After climbing the stairs to the Lyttelton exhibition space, I take a moment to observe the first photograph on show; a couple running merrily, hand in hand, on New York’s East River Drive (1959).

Although the subjects (Parkinson’s neighbours at the time) have little in common with the famous faces the photographer would portray in the following decades, the spontaneity of the shot summarises the essence of his lifework.

Norman Parkinson (1913-1990) was one of the 20th century’s most cherished British photographers, and is also regarded (quite rightfully so) as the father of modern fashion photography. During and after World War II, straying away from the formality of his predecessors, Parkinson instilled a new breath to the art of fashion photography.

While stiff stills were de rigueur before, vivacity and spontaneity now took hold. Photo-shoots in exotic outdoor locations and unexpected juxtapositions were also master ideas the British photographer imposed on his time.

Norman Parkinson’s shots for Harper’s Bazaar and Vogue in the 1940’s and 1950’s were decidedly innovative; innovative in the sense that they were liberating because they freed creativity and imagination, eventually equally as much for the photographer as for the viewer.

Breaking the rules, Parkinson allowed the lens to be unfocused and pictured models jumping on a beach, posing with their backs to the camera or looking pensively out of a window, as in his famous portrait of Maxime de la Falaise wearing a ruffled Dior gown.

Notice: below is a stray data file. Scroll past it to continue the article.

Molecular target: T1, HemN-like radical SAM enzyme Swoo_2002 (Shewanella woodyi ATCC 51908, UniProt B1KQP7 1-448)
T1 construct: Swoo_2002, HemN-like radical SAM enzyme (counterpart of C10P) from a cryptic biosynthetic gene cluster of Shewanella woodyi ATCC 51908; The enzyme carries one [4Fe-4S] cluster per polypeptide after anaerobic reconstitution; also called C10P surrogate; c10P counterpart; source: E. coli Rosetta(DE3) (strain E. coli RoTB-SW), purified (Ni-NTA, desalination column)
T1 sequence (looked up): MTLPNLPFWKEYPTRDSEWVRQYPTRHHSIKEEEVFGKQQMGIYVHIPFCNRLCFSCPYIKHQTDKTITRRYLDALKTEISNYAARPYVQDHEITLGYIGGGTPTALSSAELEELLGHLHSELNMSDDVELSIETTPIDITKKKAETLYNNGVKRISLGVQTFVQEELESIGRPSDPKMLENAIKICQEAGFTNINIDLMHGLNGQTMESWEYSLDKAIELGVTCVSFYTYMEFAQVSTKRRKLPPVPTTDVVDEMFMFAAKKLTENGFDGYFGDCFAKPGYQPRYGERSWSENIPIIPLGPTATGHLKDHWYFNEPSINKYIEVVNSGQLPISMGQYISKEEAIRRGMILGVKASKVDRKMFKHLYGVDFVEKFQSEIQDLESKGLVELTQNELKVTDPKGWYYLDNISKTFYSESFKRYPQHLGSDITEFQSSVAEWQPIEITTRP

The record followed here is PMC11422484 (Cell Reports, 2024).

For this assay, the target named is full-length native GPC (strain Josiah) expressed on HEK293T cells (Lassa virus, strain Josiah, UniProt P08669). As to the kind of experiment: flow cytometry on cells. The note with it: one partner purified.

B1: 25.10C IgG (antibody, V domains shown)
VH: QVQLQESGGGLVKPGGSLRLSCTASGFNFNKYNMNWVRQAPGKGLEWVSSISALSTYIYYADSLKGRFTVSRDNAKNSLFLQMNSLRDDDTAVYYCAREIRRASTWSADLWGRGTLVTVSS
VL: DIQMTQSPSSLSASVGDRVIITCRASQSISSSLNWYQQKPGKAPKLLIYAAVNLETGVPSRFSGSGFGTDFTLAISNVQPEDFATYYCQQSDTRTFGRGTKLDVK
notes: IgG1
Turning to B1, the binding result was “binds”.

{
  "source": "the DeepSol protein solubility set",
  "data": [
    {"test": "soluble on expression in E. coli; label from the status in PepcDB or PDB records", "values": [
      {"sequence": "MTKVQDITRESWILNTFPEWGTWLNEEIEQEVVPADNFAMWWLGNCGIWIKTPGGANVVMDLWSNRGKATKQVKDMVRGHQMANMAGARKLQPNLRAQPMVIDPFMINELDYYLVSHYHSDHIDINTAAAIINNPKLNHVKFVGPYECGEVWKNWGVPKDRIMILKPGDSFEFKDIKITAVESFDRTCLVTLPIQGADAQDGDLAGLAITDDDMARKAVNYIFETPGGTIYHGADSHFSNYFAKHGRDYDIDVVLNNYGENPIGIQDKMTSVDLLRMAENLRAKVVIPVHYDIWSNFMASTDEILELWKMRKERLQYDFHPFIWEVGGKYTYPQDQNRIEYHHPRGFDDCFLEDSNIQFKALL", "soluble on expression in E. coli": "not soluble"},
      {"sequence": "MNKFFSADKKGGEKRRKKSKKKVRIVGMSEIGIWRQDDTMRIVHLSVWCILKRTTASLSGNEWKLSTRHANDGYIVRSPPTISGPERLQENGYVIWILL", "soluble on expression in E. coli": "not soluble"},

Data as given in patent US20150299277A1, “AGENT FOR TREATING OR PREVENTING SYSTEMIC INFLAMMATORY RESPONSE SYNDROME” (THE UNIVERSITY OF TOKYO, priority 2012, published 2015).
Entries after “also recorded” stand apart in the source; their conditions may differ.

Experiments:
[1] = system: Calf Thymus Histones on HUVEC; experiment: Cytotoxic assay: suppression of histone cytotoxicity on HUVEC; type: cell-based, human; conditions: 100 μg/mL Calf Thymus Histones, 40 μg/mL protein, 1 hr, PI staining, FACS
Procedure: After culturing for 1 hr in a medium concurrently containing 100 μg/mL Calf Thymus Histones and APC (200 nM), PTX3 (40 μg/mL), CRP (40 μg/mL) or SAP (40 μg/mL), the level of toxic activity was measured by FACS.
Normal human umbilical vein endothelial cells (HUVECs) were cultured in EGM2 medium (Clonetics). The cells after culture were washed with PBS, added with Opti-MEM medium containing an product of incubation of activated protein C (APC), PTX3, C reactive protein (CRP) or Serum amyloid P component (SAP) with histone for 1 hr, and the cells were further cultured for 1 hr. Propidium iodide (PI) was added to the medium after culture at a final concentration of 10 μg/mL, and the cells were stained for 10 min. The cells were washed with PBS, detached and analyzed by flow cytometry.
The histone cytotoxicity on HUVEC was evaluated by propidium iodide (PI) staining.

He was also one of the first to take his camera around the globe and to place his models in outdoor sceneries, from India to Nairobi. In 1984, reflecting on his early years of fashion photography, Parkinson made this incisive remark: “Girls had their legs bolted together. You only had to take a deep breath and you could smell the burning oil and the incense and the flower decorations and the great tapestries. I thought ‘I don’t know any girls who look like that. My girls do this: they run and jump walls.’”

After the glamorous and exotic shots of the pre and post-war years, Parkinson explored in more depth the art of portrait photography. Insightful and poignant, his portraits unveiled the true personality of his models – rarely will you see such a revealing portrait of Nancy and Ronald Reagan (1960) or intimate shot of the Queen Mother with her daughters Elizabeth and Margaret.

Compiling Norman Parkinson’s best photographs, this retrospective at the National Theatre intelligently covers all aspects of the artist’s lifework.The exhibition runs from the 1st March to the 12th May 2013.

Written by Clémence Duron. Photography Corbis /© Norman Parkinson Ltd/Courtesy Norman Parkinson Archive.